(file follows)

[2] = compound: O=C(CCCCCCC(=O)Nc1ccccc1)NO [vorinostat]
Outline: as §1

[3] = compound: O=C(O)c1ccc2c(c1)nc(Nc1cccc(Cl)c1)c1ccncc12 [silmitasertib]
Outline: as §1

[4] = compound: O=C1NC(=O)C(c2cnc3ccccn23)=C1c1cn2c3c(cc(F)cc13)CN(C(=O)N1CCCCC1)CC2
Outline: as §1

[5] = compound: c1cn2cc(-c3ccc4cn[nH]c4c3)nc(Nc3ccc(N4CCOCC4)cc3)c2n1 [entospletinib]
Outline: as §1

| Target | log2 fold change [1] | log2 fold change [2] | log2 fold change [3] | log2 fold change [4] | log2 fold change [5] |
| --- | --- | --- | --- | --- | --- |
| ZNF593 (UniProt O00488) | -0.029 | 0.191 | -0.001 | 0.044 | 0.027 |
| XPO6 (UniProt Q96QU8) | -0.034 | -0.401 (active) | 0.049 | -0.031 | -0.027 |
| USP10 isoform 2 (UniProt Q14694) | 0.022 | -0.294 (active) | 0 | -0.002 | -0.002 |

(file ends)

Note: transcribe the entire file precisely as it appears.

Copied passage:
[2] = compound: O=C(CCCCCCC(=O)Nc1ccccc1)NO [vorinostat]
Outline: as §1

[3] = compound: O=C(O)c1ccc2c(c1)nc(Nc1cccc(Cl)c1)c1ccncc12 [silmitasertib]
Outline: as §1

[4] = compound: O=C1NC(=O)C(c2cnc3ccccn23)=C1c1cn2c3c(cc(F)cc13)CN(C(=O)N1CCCCC1)CC2
Outline: as §1

[5] = compound: c1cn2cc(-c3ccc4cn[nH]c4c3)nc(Nc3ccc(N4CCOCC4)cc3)c2n1 [entospletinib]
Outline: as §1

| Target | log2 fold change [1] | log2 fold change [2] | log2 fold change [3] | log2 fold change [4] | log2 fold change [5] |
| --- | --- | --- | --- | --- | --- |
| ZNF593 (UniProt O00488) | -0.029 | 0.191 | -0.001 | 0.044 | 0.027 |
| XPO6 (UniProt Q96QU8) | -0.034 | -0.401 (active) | 0.049 | -0.031 | -0.027 |
| USP10 isoform 2 (UniProt Q14694) | 0.022 | -0.294 (active) | 0 | -0.002 | -0.002 |